Video game detects changes in spatial navigation

A 3D video game developed by researchers to test for the early signs of dementia could also one day be used by physiotherapists to identify disorders with impaired movement.

Dementia researchers are eager to test the power of Sea Hero Quest and have high hopes for its potential to gather massive amounts of data about the early stages of dementia. Since spatial navigation is one of the first skills to go in dementia, Sea Hero Quest could lead to the development of an early diagnostic test for the disease.

The possible applications of this type of technology to the field of physiotherapy are tantalizing. Could it be used to correct movement patterns and enhance the skills of an athlete? Could it also lead to the early detection of neurological disorders with movement impairments, such as Parkinsons Disease?

The possibility of using virtual reality to identify, treat and prevent conditions is quickly growing, as evidenced by the diversity of games and devices we’re seeing in this field.

Have your patients benefited from virtual reality sessions? Do you see any other applications for this kind of technology?

Let us know in the comments below.

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Comments

Patricia Niblock
Patricia Niblock
May 11, 2016 at 8:24 pm

Hullo Monica
I am a physio and trained many many years ago at The London Hospital now The Royal London…
I read the very interesting email about video technology being increasingly used to detect abnormal neurological movement – which I will keep my eyes on as I have an old head injury which has had obvious long term affects to my breathing and energy and memory. There will be appropriate videos soon for these challenges too.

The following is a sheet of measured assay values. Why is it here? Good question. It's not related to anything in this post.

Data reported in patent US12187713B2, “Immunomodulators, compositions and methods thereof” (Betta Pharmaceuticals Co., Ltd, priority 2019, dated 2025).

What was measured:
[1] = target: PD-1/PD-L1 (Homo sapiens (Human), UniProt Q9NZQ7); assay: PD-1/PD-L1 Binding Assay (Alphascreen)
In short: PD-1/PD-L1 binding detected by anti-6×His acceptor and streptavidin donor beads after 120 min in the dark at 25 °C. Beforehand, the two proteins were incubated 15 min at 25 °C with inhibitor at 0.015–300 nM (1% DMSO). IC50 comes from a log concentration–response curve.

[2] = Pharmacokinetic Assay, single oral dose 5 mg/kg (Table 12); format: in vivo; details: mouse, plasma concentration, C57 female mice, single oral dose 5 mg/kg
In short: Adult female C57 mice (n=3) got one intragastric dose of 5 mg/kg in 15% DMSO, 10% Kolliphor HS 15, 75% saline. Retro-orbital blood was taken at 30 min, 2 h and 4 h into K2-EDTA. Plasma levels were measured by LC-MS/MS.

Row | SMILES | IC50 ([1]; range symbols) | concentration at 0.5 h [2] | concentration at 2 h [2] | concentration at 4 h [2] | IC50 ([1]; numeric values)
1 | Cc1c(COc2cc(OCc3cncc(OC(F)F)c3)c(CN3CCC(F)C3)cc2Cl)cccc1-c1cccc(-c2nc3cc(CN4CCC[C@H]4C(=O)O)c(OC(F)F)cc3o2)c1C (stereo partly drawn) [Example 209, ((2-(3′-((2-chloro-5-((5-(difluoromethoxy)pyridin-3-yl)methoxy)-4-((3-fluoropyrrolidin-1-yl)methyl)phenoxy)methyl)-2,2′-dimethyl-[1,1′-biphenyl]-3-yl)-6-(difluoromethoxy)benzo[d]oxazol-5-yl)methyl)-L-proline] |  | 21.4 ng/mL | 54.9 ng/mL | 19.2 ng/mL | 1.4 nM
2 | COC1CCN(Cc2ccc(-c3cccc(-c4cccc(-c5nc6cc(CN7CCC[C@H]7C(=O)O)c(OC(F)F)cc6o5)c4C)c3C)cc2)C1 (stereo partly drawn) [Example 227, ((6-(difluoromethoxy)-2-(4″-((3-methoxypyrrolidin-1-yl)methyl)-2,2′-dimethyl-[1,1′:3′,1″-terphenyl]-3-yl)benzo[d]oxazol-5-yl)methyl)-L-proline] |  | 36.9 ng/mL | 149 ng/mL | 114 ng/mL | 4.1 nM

Meanwhile for one of my most debilitating challenges – the breathing… Would you please let me have the titles of the “cd” games used for children with cystic fibrosis to improve lung function as I think it would improve my lung function too. I have seen one which is a cartoon in which the player breathes in and lifts the balloon over a mountain and as he breathes out the balloon crashes!

My injury was base of skull ( medulla) in particular the Brain Stem- cardiac and respiratory centres which work together keeping a check on the levels of oxygen in the blood during periods of extra effort.

If you can’t advise me how or where in the CSP can I find the appropriate cds?

I appreciate your help

with best wishes

Trish Niblock

Monica Tanaka
Monica Tanaka
May 16, 2016 at 7:33 pm

Hello Patricia,

I’m glad to hear that you found the story interesting and I also hope that virtual reality games will improve treatments for people with memory and breathing difficulties. We’ve recently published a few stories on Physiospot about virtual reality and its uses in physiotherapy and I hope these are of some help. I’ve listed the links below:

http://www.physiospot.com/2016/04/12/virtual-reality-system-helps-patients-explore-castles-sail-boats/
http://www.physiospot.com/opinion/virtual-reality-applications-in-physiotherapy/

I’m not familiar with the games that you mentioned, the ones which help children with cystic fibrosis improve lung function. Over at Physiopedia, we have a good selection of resources on cystic fibrosis, including an article on the Active Cycle of Breathing technique which can help patients clear their sputum. Here’s the link:

http://www.physio-pedia.com/Active_cycle_of_breathing_technique

I hope these links are helpful. If you have any questions, please let me know and I’ll do my best to answer them or point you in the best direction. Thanks again for leaving a comment and getting in touch. We love to hear from our readers!

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